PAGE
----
Tuesday, July 24, 2007

Captain Pearl R. Nye: Life on the Ohio and Erie Canal

Pearl R. Nye grew up on the Ohio and Erie Canal. He was born on the canal boat Reform near Chillicothe, Ohio, on February 5, 1872.After the canal closed, Nye followed several pursuits including carpentry, writing, and singing at local establishments around Akron, Ohio. However, he never lost his love of the "Big Ditch," and worked hard to preserve the history and culture of the canal. In the 1930s Nye contacted local historical organizations and libraries about preserving his materials and collaborated with an author to write a book about his life on the canal.Nye was "discovered" by John A. Lomax who had heard about him from an Akron newspaper reporter. In June 1937 Lomax recorded 33 of Nye's songs, with commentary for the Library of Congress. In November of that year, Alan and Elizabeth Lomax recorded 39 more songs. In September 1938 Ivan Walton recorded three additional songs. All the recordings were made in Akron, Ohio, and are included in this online presentation.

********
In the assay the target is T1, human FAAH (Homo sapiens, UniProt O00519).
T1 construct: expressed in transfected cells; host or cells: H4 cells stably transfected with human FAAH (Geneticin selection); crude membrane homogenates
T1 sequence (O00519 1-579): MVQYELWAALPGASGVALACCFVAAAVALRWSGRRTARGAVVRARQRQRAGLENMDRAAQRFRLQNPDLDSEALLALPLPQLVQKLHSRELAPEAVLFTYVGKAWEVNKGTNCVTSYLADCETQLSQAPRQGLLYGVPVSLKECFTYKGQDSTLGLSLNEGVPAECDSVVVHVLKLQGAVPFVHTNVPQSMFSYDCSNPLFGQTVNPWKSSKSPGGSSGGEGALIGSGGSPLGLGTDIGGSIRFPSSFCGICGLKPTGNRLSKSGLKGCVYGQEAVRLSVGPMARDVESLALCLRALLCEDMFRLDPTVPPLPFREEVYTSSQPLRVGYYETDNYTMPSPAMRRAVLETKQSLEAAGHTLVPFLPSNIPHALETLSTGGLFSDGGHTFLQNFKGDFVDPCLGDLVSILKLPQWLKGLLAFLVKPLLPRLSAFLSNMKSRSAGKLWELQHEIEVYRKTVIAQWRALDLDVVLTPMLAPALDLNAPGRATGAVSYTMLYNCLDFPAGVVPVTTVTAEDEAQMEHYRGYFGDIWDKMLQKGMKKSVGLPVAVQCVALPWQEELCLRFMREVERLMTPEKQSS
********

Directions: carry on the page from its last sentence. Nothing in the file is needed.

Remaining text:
This excerpt from "Two Sailors: Sea Shanties and Canal Boat Ballads" contains commentary by John A. Lomax as well as portions of a 1937 field interview between Lomax and Pearl R. Nye that took place in Akron, Ohio. "Two Sailors: Sea Shanties and Canal Boat Ballads" is one of 10 radio programs making up "The Ballad Hunter" radio series.(play the audio)
In 1941, the Rockefeller Foundation provided a grant to establish the Radio Research Project in the Library of the Congress. Archibald MacLeish, then Librarian of Congress, defined the Radio Research Project as a means "to find through experiments and research radio forms by which pertinent parts of the American culture maintained in the Library of Congress may be made available to the American people." Among the special radio programs prepared under the supervision of Philip H. Cohen, the Project's chief, in collaboration with Alan Lomax, was John Lomax's "The Ballad Hunter." The broadcasts were distributed on transcription discs to radio stations for several years.(from Library of Congress))

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